Ofgem has set the final level of the price cap, following the regulator’s statutory consultation published on 6 September, at £1137 per year for a typical dual fuel customer paying by direct debit. When the price cap comes into force suppliers will have to cut the price of their default tariffs, including standard variable tariffs, to the level of or below the cap, forcing them to scrap excess charges.

The cap will save customers who use a typical amount of gas and electricity around £76 per year on average, with a typical customer on the most expensive tariffs saving £120. The savings for individual customers will depend on how much energy they use, the price of their current tariff, whether they have both gas and electricity and how they pay for their energy. In total, the price cap will save consumers in Great Britain around £1 billion.

Households protected by the cap will be able to save even more money by shopping around for a better deal. The price cap level will be updated in April and October every year to reflect the latest estimated costs of supplying electricity and gas, including wholesale energy costs. This will ensure that those protected always pay a fairer price for their energy.

Wholesale costs have risen significantly over the last year. If this trend continues, it is likely that in February Ofgem will announce an increase in the level of the cap to take effect in April. Customers can be confident that any increase in the cap would only reflect changes in the actual costs of providing the gas and electricity they use rather than supplier profiteering so that they will always pay a fair price for their energy.

Dermot Nolan, chief executive of Ofgem, said “From 1 January, the energy price cap will put an end to customers on default tariffs being overcharged as much as £1 billion for their gas and electricity. The price cap will ensure that whether energy costs rise or fall suppliers are not feathering their nest and changes in energy prices will reflect the underlying costs to heat and light our homes. Consumers who want to cut their bills further should shop around for a better energy deal and while the cap is in place, we will continue our work to make this as easy as possible.”

Rachel Reeves, Chair of the Business, Energy and Industrial Strategy Select Committee said “The energy price cap is a vital solution to fixing the broken energy market and protect consumers. I welcome Ofgem’s announcement on the level of the price cap. However, vulnerable customers must not lose out. The Secretary of State needs to set out how the new price cap will ensure that vulnerable customers do not slip through the net and actually find themselves worse off. If the Government are unable to provide this guarantee, then the BEIS Committee will need to revisit this issue and ensure the price cap delivers as intended.”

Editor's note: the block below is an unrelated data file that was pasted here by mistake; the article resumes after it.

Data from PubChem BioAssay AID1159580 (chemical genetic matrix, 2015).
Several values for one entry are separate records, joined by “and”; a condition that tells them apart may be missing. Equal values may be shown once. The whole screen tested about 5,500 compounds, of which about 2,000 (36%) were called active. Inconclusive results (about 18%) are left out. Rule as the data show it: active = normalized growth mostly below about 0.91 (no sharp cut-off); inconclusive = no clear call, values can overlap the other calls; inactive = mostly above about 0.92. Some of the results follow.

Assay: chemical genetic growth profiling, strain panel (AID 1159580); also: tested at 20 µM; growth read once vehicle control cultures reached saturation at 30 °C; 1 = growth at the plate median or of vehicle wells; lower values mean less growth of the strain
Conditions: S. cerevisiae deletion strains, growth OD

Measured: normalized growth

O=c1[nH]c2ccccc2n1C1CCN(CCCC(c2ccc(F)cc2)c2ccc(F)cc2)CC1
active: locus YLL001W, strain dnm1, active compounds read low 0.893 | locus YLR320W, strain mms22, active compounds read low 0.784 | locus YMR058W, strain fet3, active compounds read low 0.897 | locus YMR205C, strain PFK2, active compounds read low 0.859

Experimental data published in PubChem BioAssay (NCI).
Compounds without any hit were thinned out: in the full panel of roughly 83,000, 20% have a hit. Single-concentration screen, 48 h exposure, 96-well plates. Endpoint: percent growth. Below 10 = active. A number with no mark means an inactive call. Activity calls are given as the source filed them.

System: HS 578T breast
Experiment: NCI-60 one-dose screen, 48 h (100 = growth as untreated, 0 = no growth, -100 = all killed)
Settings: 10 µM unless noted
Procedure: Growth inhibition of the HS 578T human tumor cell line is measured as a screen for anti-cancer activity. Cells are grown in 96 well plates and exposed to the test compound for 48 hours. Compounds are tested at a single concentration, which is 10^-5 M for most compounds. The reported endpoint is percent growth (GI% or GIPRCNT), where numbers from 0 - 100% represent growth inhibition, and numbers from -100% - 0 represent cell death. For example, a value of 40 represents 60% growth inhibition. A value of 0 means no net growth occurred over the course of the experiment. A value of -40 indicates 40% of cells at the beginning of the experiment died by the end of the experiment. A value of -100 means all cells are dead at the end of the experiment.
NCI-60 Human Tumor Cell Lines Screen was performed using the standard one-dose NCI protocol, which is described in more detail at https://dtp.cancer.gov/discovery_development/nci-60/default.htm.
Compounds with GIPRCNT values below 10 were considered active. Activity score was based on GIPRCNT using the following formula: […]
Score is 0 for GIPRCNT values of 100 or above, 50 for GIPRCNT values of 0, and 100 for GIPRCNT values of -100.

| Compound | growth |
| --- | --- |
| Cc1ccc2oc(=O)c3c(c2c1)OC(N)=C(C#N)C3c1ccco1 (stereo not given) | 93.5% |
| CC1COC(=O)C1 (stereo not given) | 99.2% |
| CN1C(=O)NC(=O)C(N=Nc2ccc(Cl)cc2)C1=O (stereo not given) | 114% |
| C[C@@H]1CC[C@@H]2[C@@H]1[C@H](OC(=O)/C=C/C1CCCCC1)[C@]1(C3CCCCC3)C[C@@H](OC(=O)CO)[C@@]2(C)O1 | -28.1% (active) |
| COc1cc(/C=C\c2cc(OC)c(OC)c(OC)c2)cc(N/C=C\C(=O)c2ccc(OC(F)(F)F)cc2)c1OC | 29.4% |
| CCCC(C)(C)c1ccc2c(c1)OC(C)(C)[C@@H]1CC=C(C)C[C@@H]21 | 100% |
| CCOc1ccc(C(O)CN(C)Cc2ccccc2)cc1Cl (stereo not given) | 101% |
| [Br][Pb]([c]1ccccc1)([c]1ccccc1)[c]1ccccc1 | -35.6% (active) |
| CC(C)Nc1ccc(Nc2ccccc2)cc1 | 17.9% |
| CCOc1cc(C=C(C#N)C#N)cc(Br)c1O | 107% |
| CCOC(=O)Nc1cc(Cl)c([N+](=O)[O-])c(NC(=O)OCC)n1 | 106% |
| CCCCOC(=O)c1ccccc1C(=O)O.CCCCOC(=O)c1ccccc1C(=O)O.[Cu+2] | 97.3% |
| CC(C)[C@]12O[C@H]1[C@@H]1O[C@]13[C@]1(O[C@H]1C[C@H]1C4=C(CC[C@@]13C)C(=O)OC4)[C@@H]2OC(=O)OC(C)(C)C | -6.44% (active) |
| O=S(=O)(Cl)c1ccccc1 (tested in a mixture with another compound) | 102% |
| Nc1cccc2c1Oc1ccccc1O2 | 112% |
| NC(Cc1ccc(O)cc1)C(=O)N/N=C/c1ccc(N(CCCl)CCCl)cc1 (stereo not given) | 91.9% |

Gillian Guy, Chief Executive of Citizens Advice, said “This price cap will finally offer some much needed protection for loyal households on default tariffs, who have been exploited for too long. While the cap will mean that people pay a fairer price, it will not be the best deal on the market. By shopping around and changing tariff or supplier, people are likely to be able to make much greater savings on their energy bills.”

“Households may also be able to reduce their bills and make long-term savings by improving the energy efficiency of their homes. Simple steps, such as better insulation or heating controls, are a good place to start.”

Peter Earl, Head of Energy at comparethemarket.com, said “Whilst it’s important that households are protected from high standard variable tariff (SVT) costs, people should know that the price cap level is likely to be far higher than most would pay if they switched to a fixed tariff. On average, customers who switch pay £921 per year on a dual fuel fixed tariff – £216 less than the cap. We are worried that people will stop reviewing their energy tariff as a result of the price cap; our previous research suggests that more than a fifth (22%) of consumers say that the introduction of a price cap would result in them being less likely to switch provider. People should not take this announcement as a signal to disengage from the energy market. They could still save a lot by shopping around.”

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